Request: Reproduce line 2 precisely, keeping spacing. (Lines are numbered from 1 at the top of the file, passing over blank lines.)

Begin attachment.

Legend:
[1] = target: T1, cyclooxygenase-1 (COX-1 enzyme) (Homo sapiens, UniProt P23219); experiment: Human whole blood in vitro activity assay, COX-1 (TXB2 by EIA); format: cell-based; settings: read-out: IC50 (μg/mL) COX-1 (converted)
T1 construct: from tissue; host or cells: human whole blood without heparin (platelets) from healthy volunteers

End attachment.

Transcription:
[1] = target: T1, cyclooxygenase-1 (COX-1 enzyme) (Homo sapiens, UniProt P23219); experiment: Human whole blood in vitro activity assay, COX-1 (TXB2 by EIA); format: cell-based; settings: read-out: IC50 (μg/mL) COX-1 (converted)